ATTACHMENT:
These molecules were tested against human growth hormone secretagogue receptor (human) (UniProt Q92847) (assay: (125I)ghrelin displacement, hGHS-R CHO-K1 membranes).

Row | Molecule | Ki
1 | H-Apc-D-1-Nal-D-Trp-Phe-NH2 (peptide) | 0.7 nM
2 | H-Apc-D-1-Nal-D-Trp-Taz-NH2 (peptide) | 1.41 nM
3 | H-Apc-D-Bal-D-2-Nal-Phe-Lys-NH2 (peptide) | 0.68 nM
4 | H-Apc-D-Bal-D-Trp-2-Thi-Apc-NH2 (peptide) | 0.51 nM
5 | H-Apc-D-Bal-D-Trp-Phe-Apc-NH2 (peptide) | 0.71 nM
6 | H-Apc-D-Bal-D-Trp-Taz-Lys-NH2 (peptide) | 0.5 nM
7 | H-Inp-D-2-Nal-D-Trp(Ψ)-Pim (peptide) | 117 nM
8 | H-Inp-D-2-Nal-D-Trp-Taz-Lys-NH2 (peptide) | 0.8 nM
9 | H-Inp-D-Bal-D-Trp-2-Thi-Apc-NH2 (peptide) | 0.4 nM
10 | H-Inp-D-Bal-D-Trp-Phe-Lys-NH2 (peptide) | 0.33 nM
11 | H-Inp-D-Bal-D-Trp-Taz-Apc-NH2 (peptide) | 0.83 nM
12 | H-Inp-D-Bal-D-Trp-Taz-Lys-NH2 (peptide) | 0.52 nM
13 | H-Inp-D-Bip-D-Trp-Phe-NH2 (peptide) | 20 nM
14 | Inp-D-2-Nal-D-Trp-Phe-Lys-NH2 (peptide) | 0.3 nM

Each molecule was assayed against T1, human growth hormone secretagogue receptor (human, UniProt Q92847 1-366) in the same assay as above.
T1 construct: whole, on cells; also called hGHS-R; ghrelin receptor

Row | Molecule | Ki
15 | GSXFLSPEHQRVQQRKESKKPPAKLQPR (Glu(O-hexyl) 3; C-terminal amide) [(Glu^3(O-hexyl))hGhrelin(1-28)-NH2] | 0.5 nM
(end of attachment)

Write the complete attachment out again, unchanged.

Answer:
These molecules were tested against human growth hormone secretagogue receptor (human) (UniProt Q92847) (assay: (125I)ghrelin displacement, hGHS-R CHO-K1 membranes).

Row | Molecule | Ki
1 | H-Apc-D-1-Nal-D-Trp-Phe-NH2 (peptide) | 0.7 nM
2 | H-Apc-D-1-Nal-D-Trp-Taz-NH2 (peptide) | 1.41 nM
3 | H-Apc-D-Bal-D-2-Nal-Phe-Lys-NH2 (peptide) | 0.68 nM
4 | H-Apc-D-Bal-D-Trp-2-Thi-Apc-NH2 (peptide) | 0.51 nM
5 | H-Apc-D-Bal-D-Trp-Phe-Apc-NH2 (peptide) | 0.71 nM
6 | H-Apc-D-Bal-D-Trp-Taz-Lys-NH2 (peptide) | 0.5 nM
7 | H-Inp-D-2-Nal-D-Trp(Ψ)-Pim (peptide) | 117 nM
8 | H-Inp-D-2-Nal-D-Trp-Taz-Lys-NH2 (peptide) | 0.8 nM
9 | H-Inp-D-Bal-D-Trp-2-Thi-Apc-NH2 (peptide) | 0.4 nM
10 | H-Inp-D-Bal-D-Trp-Phe-Lys-NH2 (peptide) | 0.33 nM
11 | H-Inp-D-Bal-D-Trp-Taz-Apc-NH2 (peptide) | 0.83 nM
12 | H-Inp-D-Bal-D-Trp-Taz-Lys-NH2 (peptide) | 0.52 nM
13 | H-Inp-D-Bip-D-Trp-Phe-NH2 (peptide) | 20 nM
14 | Inp-D-2-Nal-D-Trp-Phe-Lys-NH2 (peptide) | 0.3 nM

Each molecule was assayed against T1, human growth hormone secretagogue receptor (human, UniProt Q92847 1-366) in the same assay as above.
T1 construct: whole, on cells; also called hGHS-R; ghrelin receptor

Row | Molecule | Ki
15 | GSXFLSPEHQRVQQRKESKKPPAKLQPR (Glu(O-hexyl) 3; C-terminal amide) [(Glu^3(O-hexyl))hGhrelin(1-28)-NH2] | 0.5 nM